Bulls put a lid on Payton's trash talk Brash Sonic gives 'concession speech'

June 11, 1996|By Jerry Bembry | Jerry Bembry,SUN STAFF

SEATTLE -- If you're in search of a Seattle SuperSonics player who still has a pulse through three disappointing games of the NBA Finals, Gary Payton is your guy. On the court he's a trash-talking chatterbox, confident against anyone. Why, he even had the audacity to go word for word with Michael Jordan during the first two games.

So, Gary, tell us how the Sonics are going to become the first team in the history of the league to come back from an 0-3 deficit and win the NBA Finals.

"They've been [to the Finals] three times, and won it three times; it's just our first time being here," a low-key Payton said. "This is like a learning experience for me. They're teaching us a lesson. They are good."

If there were such a thing as a concession speech in the NBA, the surprisingly subdued Payton gave just that after the 108-86 loss to the Bulls in Game 3 on Sunday night. The Sonics, whose 64 wins during the regular season was the 10th-best record in NBA history, are coming to a realization many people had even before the series began: that Chicago is by far the superior team.

"They're a great team," Payton said. "They're teaching us a lesson. We can't make mistakes and do a lot of the other things against this team, because they're just too good."

So good that the Bulls handed the Sonics their third straight loss, something that had not happened to Seattle this season. So good that the Bulls accomplished that by 22 points in Key Arena, a place where Seattle had lost only five times this season.

By advancing to the Finals for the first time since 1979, the Sonics have scared away the demons that haunted them during two straight seasons of being bounced from the playoffs in the first round. Seattle is simply a victim of its timing, having reached the Finals the same year that Jordan was playing his first full season of basketball since his retirement.

Jordan finally erupted Sunday, scoring 36 points. During one stretch in the second quarter he scored 15 straight points for the Bulls. As the Bulls have amassed a 14-1 record during their impressive playoff run, Jordan has led his team in scoring in all but one game.

"I think he had a lot of touch shots in that [second-quarter run] that borderlined on unstoppable," Sonics coach George Karl said. "We know there are probably three or four guys in the NBA that are capable of doing it."

Karl could only wish that his own star guard, Payton, was one of those players capable of such games. Payton finally showed signs of shaking his Finals slump, scoring 19 points while hitting seven of 15 shots on Sunday. But for the series Payton has hit just 19 of 47 shots.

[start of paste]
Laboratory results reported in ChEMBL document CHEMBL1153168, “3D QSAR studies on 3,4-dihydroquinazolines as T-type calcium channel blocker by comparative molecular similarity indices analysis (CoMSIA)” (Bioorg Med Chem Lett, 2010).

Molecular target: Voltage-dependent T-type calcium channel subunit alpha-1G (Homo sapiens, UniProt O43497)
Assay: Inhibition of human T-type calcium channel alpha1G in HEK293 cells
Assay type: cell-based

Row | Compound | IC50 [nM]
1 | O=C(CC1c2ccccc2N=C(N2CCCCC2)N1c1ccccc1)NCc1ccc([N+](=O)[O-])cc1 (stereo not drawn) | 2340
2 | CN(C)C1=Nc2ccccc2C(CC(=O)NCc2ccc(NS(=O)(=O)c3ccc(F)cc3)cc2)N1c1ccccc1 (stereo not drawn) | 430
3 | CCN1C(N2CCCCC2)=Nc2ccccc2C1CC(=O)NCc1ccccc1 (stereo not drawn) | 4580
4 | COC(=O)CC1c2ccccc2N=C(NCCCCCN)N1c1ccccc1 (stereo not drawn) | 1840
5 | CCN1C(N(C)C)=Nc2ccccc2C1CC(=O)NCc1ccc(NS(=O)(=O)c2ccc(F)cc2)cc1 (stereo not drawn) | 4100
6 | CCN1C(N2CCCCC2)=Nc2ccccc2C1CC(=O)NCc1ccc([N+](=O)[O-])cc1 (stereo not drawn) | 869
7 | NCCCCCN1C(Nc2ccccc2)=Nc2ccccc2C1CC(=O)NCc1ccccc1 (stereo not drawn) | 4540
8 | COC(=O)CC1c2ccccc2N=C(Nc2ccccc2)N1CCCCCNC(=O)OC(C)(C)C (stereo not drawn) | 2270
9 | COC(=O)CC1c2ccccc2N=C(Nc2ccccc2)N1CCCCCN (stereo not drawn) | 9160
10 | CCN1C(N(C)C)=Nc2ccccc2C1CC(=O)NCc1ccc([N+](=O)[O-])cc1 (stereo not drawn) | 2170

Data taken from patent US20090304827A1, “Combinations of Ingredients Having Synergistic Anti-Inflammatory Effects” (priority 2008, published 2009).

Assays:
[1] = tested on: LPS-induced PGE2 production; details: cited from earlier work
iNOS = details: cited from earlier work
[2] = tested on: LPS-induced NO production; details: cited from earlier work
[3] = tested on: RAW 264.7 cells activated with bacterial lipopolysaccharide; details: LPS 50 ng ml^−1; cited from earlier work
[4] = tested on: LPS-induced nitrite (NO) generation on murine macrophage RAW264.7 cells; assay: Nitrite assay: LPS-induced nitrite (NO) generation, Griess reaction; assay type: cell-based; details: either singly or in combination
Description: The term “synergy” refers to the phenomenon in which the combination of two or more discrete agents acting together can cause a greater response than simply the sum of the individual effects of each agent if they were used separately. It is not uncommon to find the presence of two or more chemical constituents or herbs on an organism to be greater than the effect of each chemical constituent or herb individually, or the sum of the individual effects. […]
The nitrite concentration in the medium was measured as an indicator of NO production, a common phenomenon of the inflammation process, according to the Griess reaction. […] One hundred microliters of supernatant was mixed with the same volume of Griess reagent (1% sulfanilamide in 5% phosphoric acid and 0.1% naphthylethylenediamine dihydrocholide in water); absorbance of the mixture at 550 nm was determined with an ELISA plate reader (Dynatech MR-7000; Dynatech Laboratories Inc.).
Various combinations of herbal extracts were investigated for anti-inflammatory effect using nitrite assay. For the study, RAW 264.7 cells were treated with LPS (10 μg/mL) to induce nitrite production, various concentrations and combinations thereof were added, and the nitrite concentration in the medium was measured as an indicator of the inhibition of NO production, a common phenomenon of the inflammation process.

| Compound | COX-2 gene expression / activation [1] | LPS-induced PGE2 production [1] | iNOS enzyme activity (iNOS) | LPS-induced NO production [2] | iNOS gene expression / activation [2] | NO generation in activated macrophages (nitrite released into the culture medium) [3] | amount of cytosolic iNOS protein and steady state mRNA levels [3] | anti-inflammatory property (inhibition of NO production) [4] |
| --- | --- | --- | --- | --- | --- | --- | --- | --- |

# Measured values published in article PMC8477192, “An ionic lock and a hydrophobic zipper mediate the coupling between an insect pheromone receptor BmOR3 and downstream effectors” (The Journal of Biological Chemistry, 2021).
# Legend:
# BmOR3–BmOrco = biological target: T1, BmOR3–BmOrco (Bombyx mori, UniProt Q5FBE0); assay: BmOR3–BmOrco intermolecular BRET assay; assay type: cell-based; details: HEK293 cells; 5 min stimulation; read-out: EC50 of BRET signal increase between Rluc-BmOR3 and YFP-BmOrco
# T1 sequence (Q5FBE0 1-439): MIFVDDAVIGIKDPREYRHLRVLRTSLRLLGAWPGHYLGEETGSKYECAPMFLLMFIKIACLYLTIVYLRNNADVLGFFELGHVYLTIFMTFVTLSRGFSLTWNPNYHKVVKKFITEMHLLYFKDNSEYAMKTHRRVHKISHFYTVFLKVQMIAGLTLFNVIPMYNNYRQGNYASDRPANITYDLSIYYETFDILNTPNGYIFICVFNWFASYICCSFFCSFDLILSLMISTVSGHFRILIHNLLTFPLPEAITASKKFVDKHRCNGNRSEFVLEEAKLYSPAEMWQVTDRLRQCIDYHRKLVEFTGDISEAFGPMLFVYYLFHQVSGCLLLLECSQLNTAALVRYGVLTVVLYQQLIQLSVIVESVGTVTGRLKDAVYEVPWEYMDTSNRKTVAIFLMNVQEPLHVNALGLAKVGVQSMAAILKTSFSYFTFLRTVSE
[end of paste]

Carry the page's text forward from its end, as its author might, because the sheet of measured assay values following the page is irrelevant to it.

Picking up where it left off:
After saying the basket must look like an ocean to Jordan, Payton was asked what it looked like to him. He looked at the questioner incredulously.

"It looks like a basket -- a basketball hoop and a net," said Payton. "It might be an ocean to [Jordan], but it's just a basket to me."

During the regular season, the Sonics averaged 104.5 points per game, which ranked second in the league to the Bulls. But their bTC highest scoring game in this series has been 90 points. Seattle in the series has more turnovers (60) than assists (40), a clear sign ++ that the team is getting overwhelmed by Chicago's defense.

On Sunday the Sonics were unable to adjust to the new wrinkle the Bulls threw at them when they started sending double teams Shawn Kemp. The Seattle forward had averaged 30.5 points through two games, but managed just 14 on seven shot attempts.

Rodman, who called himself "the master" after Sunday's game, continued to unnerve the Sonics. For the second time in three games Seattle forward Frank Brickowski was thrown out, this time for planting an elbow firmly in Rodman's neck.

"That's another notch in his belt," Karl said. "The only thing to do with Rodman if you were playing with him on the playground would be to fight him. Dennis is using that line of intimidation with his elbows and holding and grabbing and walking underneath you to frustrate us."

Called by some the greatest team in NBA history, the Bulls appear to have stolen the heart from the Sonics.

"With all the things that we got done before the series, you have to give Chicago credit for taking us out of the series," Seattle guard Hersey Hawkins said. "I'm probably more down than at any time this season. And I don't know why."

A 3-0 deficit may have something to do with that.

NBA Finals

# Chicago vs. Seattle

(Chicago leads series, 3-0)

Day .... .... Site/result (Line) ... Time

Game 1 ...... Chicago, 107-90

Game 2 ...... Chicago, 92-88

Game 3 ..... Chicago, 108-86

Tomorrow ... at Seattle (+5 1/2 ) ...... 9

Friday* .... at Seattle ..... ...... 9

Sunday* .... at Chicago ..... ...... 7: 30

June 19* ... at Chicago ..... ...... 9 TV: All games on chs. 11, 4

*-If necessary

Pub Date: 6/11/96

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